USMCA takes another step forward

In an era of tariffs, trade disruption and Brexit, simply maintaining a trade agreement has become a big deal.

On Dec. 10, Nancy Pelosi, speaker of the U.S. House of Representatives, announced her support for the United States-Mexico-Canada Agreement (USMCA). That means the U.S. government will approve the trade deal, possibly early in 2020, and Canadian farmers don’t have to worry about the American or Mexican markets.

“The real driver was making sure … we didn’t (get) new tariffs. We didn’t (get) new tariffs with Mexico, we didn’t (get) new tariffs with the U.S.,” said Claire Citeau, executive director of the Canadian Agri-Food Trade Alliance.

“What it means for Canadian agri-food exporters is a certain future. I underline ‘certain.’ ”

The deal was reached in principle in September 2018, replacing the North American Free Trade Agreement.

However, the Democrats wanted changes to protect U.S. workers and the environment. Once Mexico accepted those provisions, the House was willing to support the deal.

During the last few years, large countries and regions have been using tariffs and non-tariff trade barriers more frequently as economic and political weapons.

So, having trade certainty in North America is a win for farmers in a mid-sized country like Canada. For beef producers, having access to global markets means on average that each animal is worth about $600 more, compared to domestic sales alone, the Canadian Cattlemen’s Association said in a release.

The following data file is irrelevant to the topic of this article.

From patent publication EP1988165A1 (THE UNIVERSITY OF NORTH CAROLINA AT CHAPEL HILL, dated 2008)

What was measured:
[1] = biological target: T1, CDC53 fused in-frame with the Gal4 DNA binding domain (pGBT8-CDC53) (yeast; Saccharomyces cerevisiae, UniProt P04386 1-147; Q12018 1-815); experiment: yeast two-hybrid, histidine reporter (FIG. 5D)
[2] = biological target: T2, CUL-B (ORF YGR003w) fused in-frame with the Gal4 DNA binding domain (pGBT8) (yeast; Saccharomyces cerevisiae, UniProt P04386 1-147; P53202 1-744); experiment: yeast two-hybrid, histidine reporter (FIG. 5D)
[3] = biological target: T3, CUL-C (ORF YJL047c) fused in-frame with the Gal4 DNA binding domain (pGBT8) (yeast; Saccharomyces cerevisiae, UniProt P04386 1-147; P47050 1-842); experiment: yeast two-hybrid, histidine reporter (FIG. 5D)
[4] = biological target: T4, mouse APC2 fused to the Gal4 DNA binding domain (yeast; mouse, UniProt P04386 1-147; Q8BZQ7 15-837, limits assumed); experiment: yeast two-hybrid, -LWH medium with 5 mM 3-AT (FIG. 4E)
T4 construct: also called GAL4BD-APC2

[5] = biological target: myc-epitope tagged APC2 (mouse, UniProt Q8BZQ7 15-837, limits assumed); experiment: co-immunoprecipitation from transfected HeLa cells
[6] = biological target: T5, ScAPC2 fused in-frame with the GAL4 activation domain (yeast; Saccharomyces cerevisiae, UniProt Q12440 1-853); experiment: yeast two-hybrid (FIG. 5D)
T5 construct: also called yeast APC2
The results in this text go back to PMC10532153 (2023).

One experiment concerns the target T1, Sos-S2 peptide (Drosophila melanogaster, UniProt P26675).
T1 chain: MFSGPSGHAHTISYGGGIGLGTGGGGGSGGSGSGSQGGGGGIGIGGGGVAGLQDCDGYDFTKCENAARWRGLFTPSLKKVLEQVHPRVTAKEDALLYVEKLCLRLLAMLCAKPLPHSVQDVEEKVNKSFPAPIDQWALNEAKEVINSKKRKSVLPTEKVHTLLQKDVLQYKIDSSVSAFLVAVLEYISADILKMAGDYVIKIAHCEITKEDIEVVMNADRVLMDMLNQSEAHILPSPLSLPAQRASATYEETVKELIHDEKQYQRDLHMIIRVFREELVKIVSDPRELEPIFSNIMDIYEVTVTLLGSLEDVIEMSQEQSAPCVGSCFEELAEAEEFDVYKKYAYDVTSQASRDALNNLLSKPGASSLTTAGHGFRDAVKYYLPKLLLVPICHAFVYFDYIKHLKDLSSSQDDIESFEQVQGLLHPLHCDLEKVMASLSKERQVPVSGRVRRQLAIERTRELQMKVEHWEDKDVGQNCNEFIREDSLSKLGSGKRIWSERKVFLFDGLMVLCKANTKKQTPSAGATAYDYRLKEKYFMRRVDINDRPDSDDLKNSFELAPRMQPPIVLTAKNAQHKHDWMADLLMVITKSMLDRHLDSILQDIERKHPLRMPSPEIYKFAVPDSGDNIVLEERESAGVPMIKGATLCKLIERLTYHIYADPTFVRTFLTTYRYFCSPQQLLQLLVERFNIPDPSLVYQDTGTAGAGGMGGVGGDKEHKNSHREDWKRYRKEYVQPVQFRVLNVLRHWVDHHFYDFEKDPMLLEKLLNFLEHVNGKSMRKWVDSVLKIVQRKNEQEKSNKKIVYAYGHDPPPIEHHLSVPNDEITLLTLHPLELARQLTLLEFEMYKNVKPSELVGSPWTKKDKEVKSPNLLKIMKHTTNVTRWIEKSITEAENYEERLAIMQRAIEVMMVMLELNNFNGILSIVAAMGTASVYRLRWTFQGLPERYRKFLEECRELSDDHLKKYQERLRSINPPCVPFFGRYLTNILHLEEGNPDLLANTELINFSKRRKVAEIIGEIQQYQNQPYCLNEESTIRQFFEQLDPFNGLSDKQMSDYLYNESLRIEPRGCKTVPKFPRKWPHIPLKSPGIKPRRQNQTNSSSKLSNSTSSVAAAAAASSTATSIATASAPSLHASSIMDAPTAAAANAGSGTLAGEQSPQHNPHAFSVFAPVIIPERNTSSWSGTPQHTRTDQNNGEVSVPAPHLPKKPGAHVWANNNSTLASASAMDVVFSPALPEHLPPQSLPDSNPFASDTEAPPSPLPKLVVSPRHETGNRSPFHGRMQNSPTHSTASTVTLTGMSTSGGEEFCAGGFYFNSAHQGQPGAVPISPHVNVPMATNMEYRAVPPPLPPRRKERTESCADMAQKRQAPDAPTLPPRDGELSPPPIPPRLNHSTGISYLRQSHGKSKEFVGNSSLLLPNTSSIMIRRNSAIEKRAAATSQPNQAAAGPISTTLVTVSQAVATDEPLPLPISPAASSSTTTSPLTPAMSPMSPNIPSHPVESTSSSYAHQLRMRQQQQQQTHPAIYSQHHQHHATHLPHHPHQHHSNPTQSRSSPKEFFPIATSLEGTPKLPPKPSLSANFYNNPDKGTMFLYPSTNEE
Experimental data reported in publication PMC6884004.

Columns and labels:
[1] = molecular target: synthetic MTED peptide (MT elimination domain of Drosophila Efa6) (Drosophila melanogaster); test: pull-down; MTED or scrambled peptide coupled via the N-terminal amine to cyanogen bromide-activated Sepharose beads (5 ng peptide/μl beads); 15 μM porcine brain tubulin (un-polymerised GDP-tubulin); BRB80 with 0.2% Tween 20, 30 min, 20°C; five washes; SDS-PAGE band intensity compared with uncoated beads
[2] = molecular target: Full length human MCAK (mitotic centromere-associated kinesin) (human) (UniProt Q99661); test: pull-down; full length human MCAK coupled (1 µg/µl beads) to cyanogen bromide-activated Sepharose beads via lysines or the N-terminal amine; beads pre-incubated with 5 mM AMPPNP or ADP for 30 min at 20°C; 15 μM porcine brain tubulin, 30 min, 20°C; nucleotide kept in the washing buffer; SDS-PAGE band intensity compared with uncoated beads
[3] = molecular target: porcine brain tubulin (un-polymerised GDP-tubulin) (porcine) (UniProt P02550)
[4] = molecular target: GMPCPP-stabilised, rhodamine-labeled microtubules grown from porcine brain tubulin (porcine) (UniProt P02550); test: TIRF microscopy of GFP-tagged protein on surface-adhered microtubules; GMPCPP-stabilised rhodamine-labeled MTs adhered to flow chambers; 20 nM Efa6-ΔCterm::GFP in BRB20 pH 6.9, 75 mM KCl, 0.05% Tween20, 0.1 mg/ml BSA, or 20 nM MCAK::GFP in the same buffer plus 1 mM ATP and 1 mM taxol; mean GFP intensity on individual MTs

“CUSMA (USMCA) will allow beef producers across all three of our countries to continue to grow and prosper,” said David Haywood-Farmer, CCA president.

U.S. farm groups also used the word “certainty” to describe the benefits of USMCA.

“It’s been a brutal year for many farmers who really need the certainty this would provide for agricultural trade,” said National Corn Growers Association president Kevin Ross.

Besides stability, the USMCA offers potential benefits for Canadian food exporters. One opportunity could be margarine.

Under NAFTA, there was about a seven percent tariff on Canadian margarine exported to the U.S. That’s because margarine has palm oil, although usually in small amounts in Canadian-made product, and palm oil isn’t produced in North America. The new deal removes that tariff, so Canadian oilseed processors could produce more margarine on this side of the border.

“Currently the U.S. market is around $800 million … just for margarine,” said Brian Innes, Canola Council of Canada vice-president of public affairs, in 2018.

“We export about $8 million (to the U.S.).”

Governments of the three countries still need to ratify the deal. That’s expected to happen before the end of 2019 or early in 2020.

As of press time Dec. 16, the Mexican government objected to language in the USMCA version submitted to the U.S. Congress. It is unhappy with a clause saying U.S. attachés, or inspectors, would be posted in Mexico to monitor labour reforms at Mexican businesses.

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